IN OTHER WORDS: Culling foxes

Last week’s election of 47 members of the UN’s new Human Rights Council cannot be considered an unqualified success. As with the old UN Human Rights Commission, some of the foxes have won the privilege of guarding the hen house.

Among the rights abusers on the old commission that declined to seek a place on the new council were Sudan, Zimbabwe, Libya, Congo, Syria, Vietnam, Nepal, Sri Lanka, Eritrea, and Ethiopia. Two regimes that sought seats on the council but failed to receive enough votes were Iran and Venezuela. Saudi Arabia, China, Russia, and Cuba did win places on the council. Since the US delegation wanted the five permanent Security Council members to be represented on the UN’s human-rights body, no formula was considered that might have kept Russia and China off the council.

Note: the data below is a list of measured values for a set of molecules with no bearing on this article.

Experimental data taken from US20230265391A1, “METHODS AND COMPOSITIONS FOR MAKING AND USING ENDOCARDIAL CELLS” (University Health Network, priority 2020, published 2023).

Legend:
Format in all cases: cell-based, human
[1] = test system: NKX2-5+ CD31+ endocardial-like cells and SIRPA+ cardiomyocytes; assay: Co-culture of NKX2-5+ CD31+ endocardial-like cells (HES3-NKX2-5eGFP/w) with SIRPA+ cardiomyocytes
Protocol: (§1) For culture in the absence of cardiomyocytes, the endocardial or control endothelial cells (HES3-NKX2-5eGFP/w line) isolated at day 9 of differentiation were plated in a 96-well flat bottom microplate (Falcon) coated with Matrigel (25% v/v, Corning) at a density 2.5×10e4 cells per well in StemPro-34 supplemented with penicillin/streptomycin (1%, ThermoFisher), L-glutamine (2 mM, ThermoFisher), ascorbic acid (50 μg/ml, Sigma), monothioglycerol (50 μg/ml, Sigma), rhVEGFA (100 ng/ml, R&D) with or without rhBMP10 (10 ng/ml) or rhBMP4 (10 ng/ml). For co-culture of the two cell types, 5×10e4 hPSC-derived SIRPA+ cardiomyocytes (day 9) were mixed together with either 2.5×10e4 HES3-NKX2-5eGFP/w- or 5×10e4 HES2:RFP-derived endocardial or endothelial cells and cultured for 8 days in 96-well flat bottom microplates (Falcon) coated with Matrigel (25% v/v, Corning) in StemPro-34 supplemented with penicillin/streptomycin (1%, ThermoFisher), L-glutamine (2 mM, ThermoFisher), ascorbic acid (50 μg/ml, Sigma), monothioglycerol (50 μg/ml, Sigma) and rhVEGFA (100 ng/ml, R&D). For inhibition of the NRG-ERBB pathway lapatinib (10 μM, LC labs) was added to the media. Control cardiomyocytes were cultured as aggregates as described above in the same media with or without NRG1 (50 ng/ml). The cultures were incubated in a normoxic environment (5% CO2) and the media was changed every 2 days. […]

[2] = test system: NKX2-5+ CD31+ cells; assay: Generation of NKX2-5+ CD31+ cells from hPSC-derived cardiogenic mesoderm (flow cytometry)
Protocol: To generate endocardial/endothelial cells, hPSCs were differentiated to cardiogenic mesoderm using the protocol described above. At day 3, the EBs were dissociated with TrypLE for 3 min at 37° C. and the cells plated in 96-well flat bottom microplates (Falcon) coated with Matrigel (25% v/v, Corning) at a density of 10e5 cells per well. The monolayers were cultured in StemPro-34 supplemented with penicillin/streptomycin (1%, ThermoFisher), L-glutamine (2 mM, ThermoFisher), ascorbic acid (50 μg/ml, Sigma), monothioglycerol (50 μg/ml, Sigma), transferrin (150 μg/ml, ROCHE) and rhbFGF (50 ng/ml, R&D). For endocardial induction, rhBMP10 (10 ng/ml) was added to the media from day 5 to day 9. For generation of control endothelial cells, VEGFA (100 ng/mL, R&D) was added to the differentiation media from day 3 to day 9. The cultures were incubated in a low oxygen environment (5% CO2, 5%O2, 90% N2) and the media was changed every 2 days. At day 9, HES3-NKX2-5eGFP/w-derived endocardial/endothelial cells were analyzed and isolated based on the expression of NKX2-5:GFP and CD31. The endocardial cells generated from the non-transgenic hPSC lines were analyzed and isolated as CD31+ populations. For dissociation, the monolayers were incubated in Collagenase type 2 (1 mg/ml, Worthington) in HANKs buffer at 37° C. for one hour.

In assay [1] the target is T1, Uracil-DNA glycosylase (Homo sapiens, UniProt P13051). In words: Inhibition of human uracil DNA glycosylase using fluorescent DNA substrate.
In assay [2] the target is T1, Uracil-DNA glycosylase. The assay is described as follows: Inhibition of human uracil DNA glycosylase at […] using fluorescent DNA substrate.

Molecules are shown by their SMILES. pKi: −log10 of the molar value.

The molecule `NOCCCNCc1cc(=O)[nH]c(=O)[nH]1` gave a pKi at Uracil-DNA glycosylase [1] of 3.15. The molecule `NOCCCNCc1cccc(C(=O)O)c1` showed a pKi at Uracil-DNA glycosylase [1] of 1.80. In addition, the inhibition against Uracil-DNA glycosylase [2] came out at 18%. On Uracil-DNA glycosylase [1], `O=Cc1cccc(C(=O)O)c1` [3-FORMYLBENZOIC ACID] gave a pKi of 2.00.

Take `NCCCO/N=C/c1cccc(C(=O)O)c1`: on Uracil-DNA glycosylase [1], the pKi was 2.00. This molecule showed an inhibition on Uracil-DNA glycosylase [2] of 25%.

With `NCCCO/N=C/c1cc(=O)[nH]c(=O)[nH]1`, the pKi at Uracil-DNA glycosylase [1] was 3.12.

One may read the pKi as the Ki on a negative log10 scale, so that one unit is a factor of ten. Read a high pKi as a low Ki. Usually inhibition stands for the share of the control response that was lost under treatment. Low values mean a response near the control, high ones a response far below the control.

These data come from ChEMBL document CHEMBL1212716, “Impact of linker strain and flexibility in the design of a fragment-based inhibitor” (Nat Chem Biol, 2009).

The underlying problem for a UN body to protect human rights is something inherent in the council’s electorate. Most nation-states are reluctant to condemn other governments. The most energetic exceptions are the governments of Central Europe and Latin America, whose leaders remember the plight of prisoners of conscience in dictatorships.

The US should join with the new democracies to make sure the council members fulfil their commitments to protect citizens against states violating their human rights.